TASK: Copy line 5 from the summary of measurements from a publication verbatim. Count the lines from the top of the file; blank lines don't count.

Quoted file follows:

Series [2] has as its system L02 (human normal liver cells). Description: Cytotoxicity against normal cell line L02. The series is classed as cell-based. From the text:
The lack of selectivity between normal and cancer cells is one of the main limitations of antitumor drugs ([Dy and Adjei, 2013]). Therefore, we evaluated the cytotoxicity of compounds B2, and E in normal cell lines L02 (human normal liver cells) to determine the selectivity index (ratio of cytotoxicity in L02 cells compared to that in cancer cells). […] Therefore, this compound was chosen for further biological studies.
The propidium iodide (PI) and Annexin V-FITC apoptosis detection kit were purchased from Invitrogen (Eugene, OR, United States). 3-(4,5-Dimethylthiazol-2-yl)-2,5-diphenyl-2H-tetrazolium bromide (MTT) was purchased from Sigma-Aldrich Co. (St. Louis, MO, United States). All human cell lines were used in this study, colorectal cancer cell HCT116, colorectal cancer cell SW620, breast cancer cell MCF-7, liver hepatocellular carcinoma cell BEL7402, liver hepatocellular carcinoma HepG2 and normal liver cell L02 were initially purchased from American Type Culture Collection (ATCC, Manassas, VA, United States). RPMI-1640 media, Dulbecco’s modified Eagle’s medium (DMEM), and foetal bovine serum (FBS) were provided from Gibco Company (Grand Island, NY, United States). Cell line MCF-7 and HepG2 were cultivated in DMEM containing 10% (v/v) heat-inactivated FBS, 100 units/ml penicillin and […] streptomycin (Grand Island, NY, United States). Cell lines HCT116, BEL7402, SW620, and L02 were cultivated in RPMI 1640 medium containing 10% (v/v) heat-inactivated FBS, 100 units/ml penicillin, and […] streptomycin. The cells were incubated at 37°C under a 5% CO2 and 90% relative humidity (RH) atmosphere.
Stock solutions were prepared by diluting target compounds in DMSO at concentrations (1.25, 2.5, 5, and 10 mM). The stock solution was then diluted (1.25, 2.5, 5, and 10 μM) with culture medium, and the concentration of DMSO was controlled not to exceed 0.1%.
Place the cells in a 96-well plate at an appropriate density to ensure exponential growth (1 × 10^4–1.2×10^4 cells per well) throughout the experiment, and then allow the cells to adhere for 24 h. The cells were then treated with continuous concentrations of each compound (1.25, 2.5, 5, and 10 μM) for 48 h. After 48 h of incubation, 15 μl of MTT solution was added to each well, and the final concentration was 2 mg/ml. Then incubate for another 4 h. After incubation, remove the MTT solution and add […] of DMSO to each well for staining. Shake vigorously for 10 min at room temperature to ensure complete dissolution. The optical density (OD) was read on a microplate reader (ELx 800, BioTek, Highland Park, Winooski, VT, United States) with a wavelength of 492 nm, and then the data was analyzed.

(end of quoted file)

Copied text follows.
Place the cells in a 96-well plate at an appropriate density to ensure exponential growth (1 × 10^4–1.2×10^4 cells per well) throughout the experiment, and then allow the cells to adhere for 24 h. The cells were then treated with continuous concentrations of each compound (1.25, 2.5, 5, and 10 μM) for 48 h. After 48 h of incubation, 15 μl of MTT solution was added to each well, and the final concentration was 2 mg/ml. Then incubate for another 4 h. After incubation, remove the MTT solution and add […] of DMSO to each well for staining. Shake vigorously for 10 min at room temperature to ensure complete dissolution. The optical density (OD) was read on a microplate reader (ELx 800, BioTek, Highland Park, Winooski, VT, United States) with a wavelength of 492 nm, and then the data was analyzed.